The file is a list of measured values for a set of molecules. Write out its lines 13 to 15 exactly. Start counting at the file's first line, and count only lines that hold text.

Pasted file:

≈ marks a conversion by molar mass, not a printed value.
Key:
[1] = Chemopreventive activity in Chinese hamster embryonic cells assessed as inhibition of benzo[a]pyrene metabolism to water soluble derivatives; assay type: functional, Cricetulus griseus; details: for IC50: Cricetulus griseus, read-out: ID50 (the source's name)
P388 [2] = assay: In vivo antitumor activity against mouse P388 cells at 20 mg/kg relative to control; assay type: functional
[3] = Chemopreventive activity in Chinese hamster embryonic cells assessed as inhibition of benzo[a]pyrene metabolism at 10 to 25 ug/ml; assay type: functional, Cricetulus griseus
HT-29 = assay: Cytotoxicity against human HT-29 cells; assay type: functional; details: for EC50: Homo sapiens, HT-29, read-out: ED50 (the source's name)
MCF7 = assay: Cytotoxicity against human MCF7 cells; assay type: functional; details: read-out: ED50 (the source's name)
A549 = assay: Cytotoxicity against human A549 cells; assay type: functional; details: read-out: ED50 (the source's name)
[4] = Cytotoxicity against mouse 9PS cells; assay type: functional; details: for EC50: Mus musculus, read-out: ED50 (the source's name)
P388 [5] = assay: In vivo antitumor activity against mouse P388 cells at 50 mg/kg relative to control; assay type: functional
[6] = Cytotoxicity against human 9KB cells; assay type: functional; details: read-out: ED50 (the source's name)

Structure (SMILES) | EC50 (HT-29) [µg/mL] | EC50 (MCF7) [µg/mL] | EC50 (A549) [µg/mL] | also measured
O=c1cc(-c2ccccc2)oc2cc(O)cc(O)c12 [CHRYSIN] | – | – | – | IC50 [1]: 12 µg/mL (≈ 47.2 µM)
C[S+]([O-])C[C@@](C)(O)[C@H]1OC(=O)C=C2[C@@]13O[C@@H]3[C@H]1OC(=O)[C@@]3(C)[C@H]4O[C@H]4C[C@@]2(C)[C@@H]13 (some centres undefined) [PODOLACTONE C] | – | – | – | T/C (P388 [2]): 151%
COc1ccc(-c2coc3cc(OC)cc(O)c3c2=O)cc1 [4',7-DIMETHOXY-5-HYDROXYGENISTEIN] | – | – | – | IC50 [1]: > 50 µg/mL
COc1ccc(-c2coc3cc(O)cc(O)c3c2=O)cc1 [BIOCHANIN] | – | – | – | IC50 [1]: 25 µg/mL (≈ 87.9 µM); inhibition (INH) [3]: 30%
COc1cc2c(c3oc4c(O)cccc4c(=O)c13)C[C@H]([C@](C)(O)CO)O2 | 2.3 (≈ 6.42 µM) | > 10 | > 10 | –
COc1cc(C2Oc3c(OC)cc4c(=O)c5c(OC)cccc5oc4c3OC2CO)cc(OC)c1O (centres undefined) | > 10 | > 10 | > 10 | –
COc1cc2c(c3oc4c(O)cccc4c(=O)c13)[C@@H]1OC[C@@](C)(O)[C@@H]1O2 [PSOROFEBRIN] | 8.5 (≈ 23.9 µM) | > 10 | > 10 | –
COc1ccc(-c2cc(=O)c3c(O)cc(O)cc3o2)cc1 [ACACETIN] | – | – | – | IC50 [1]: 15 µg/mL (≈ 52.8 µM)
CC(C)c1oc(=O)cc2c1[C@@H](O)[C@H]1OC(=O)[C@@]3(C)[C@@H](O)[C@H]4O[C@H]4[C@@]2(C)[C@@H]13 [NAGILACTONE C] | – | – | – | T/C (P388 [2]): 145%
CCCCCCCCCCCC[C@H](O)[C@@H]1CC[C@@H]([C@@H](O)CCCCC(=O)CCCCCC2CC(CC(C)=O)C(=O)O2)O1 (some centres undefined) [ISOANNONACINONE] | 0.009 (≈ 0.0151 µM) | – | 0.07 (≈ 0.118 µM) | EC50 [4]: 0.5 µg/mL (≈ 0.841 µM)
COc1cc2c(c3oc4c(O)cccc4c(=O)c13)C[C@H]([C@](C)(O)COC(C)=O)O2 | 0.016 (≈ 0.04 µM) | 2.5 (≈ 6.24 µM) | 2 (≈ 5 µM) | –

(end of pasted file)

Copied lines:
O=c1cc(-c2ccccc2)oc2cc(O)cc(O)c12 [CHRYSIN] | – | – | – | IC50 [1]: 12 µg/mL (≈ 47.2 µM)
C[S+]([O-])C[C@@](C)(O)[C@H]1OC(=O)C=C2[C@@]13O[C@@H]3[C@H]1OC(=O)[C@@]3(C)[C@H]4O[C@H]4C[C@@]2(C)[C@@H]13 (some centres undefined) [PODOLACTONE C] | – | – | – | T/C (P388 [2]): 151%
COc1ccc(-c2coc3cc(OC)cc(O)c3c2=O)cc1 [4',7-DIMETHOXY-5-HYDROXYGENISTEIN] | – | – | – | IC50 [1]: > 50 µg/mL